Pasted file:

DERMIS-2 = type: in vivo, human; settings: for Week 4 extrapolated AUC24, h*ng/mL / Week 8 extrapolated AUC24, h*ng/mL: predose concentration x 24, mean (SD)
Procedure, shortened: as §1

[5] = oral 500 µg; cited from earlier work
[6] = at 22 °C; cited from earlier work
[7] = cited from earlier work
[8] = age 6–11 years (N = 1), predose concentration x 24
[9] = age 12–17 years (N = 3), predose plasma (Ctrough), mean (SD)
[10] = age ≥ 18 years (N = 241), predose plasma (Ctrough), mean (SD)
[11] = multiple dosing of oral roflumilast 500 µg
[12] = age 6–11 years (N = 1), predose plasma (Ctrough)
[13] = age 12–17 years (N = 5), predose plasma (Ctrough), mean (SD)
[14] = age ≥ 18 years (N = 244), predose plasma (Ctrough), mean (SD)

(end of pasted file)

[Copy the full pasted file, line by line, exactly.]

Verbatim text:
DERMIS-2 = type: in vivo, human; settings: for Week 4 extrapolated AUC24, h*ng/mL / Week 8 extrapolated AUC24, h*ng/mL: predose concentration x 24, mean (SD)
Procedure, shortened: as §1

[5] = oral 500 µg; cited from earlier work
[6] = at 22 °C; cited from earlier work
[7] = cited from earlier work
[8] = age 6–11 years (N = 1), predose concentration x 24
[9] = age 12–17 years (N = 3), predose plasma (Ctrough), mean (SD)
[10] = age ≥ 18 years (N = 241), predose plasma (Ctrough), mean (SD)
[11] = multiple dosing of oral roflumilast 500 µg
[12] = age 6–11 years (N = 1), predose plasma (Ctrough)
[13] = age 12–17 years (N = 5), predose plasma (Ctrough), mean (SD)
[14] = age ≥ 18 years (N = 244), predose plasma (Ctrough), mean (SD)